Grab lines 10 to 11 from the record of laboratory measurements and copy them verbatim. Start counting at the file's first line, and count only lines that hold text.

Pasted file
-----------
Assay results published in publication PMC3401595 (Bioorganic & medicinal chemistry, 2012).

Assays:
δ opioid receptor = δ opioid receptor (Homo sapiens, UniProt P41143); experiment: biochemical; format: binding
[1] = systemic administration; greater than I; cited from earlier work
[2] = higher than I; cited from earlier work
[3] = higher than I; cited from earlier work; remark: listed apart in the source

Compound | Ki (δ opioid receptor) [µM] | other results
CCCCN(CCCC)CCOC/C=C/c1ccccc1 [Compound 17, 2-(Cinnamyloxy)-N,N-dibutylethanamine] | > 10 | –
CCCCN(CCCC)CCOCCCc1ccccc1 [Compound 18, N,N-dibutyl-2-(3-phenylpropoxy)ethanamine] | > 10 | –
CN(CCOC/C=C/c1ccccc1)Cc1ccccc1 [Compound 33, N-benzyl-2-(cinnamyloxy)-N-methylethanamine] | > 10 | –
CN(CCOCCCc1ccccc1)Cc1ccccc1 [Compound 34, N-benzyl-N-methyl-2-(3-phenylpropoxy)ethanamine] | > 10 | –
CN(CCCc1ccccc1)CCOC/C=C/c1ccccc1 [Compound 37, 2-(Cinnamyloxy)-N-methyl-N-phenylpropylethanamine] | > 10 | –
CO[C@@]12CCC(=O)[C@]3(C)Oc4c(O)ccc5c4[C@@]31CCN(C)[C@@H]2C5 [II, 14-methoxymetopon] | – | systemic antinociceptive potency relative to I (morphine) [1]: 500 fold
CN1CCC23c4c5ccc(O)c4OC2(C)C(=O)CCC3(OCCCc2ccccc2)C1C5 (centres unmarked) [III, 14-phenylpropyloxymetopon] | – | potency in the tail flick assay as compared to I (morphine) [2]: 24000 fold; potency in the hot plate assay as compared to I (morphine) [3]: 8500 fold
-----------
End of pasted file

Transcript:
CN(CCOC/C=C/c1ccccc1)Cc1ccccc1 [Compound 33, N-benzyl-2-(cinnamyloxy)-N-methylethanamine] | > 10 | –
CN(CCOCCCc1ccccc1)Cc1ccccc1 [Compound 34, N-benzyl-N-methyl-2-(3-phenylpropoxy)ethanamine] | > 10 | –